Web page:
Sightseeing and Yak-Riding at the Tibetan Border

Sightseeing and Yak-Riding at the Tibetan Border - Grace Fox

The road snaked above the clouds. Finally we rounded a bend and were greeted with a colorful bazaar located on a pristine lake.

Today was scheduled as a sight-seeing day for the women. An Indian travel agent arranged for them to visit the Tibet border, about three hours’ drive from Gangtok. As foreigners, we are required to stay at least 20 km from that border, so he arranged a different vehicle, driver, and guide for us.

That was disappointing because the ladies were finally feeling open with me. It would have been fun to spend the day with them, but hey, I didn’t relish the thought of being arrested and tossed into a Chinese prison for pushing the law.

The long and winding road

We jumped into the Jeep at 8:00 a.m. and began the windy uphill journey. And believe me, it was UPHILL. For two hours we hugged the hillside, moreso when a Jeep came from the front. In several places, large rocks or boulders had fallen from above and landed on the road. We crossed several bridges and twisted through numerous military bases where signs told us that photography was strictly prohibited.

Fog engulfed us, and the road snaked above the clouds until we could see nothing in the ravines below. Finally we rounded a bend and were greeted with a colorful bazaar located on a pristine lake. Ahead of us lay a mountain pass that led to the Chinese border. On either side towered rugged mountains, some still covered with snow. A sign welcomed us and told us that the elevation was 12,400 feet.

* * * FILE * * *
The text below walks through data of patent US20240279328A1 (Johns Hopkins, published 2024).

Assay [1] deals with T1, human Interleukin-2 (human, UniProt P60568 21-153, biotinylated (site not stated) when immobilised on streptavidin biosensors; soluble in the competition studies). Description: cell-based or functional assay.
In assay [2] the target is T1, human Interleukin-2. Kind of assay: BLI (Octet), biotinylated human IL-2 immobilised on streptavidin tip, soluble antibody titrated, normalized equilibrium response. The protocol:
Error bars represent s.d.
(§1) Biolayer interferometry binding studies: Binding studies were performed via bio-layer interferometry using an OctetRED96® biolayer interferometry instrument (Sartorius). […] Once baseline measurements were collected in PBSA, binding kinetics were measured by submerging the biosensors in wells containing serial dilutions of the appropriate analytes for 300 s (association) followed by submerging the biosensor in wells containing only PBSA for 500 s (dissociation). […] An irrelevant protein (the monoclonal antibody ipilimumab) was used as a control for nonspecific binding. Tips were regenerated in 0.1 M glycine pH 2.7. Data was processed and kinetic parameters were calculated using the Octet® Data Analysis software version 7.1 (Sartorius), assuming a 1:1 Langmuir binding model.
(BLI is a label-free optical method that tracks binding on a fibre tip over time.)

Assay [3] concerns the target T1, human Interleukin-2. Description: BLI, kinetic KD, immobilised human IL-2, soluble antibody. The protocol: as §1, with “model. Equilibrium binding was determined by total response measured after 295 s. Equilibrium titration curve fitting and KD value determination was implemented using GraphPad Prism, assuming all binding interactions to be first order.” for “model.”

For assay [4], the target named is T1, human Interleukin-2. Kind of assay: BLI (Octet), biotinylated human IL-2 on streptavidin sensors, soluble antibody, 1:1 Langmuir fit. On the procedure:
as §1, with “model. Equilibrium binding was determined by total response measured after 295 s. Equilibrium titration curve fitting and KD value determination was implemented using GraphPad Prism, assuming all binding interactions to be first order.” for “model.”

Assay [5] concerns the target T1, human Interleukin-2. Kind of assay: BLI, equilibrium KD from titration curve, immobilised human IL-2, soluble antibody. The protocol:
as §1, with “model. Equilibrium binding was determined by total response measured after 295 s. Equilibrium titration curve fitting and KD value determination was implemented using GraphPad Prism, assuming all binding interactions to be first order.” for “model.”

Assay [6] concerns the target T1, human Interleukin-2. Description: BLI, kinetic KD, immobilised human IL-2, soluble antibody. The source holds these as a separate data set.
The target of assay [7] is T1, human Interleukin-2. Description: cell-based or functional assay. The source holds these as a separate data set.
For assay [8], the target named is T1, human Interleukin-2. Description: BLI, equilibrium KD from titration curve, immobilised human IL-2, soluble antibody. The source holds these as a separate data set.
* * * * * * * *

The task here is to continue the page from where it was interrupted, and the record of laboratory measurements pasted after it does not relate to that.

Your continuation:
Riding a yak – I did it!

The moment we stepped from the Jeep, young men towing yaks surrounded us. That’s right – yaks. Black, hairy, shaggy beasts bedecked with saddles and knitted covers for their horns. The men wanted us to ride the yaks but we denied their request at first. Who knows how fast a yak can run if one tears away from his master? Having had a bad experience with horses, the thought of being bucked off a yak didn’t appeal to me.

But we watched Indian tourists enjoy the ride and it seemed harmless enough, so we eventually said yes. The yak owners wanted to take us up a mountainside where we could see the Chinese border if the fog lifted, but I took one look at the incline and felt that idea pushed the limit of common sense.

Bouncing along on level ground was good enough for me, thank you. Somehow I’ll have to find a way to post a picture to prove that I really did this.

Know you are loved,


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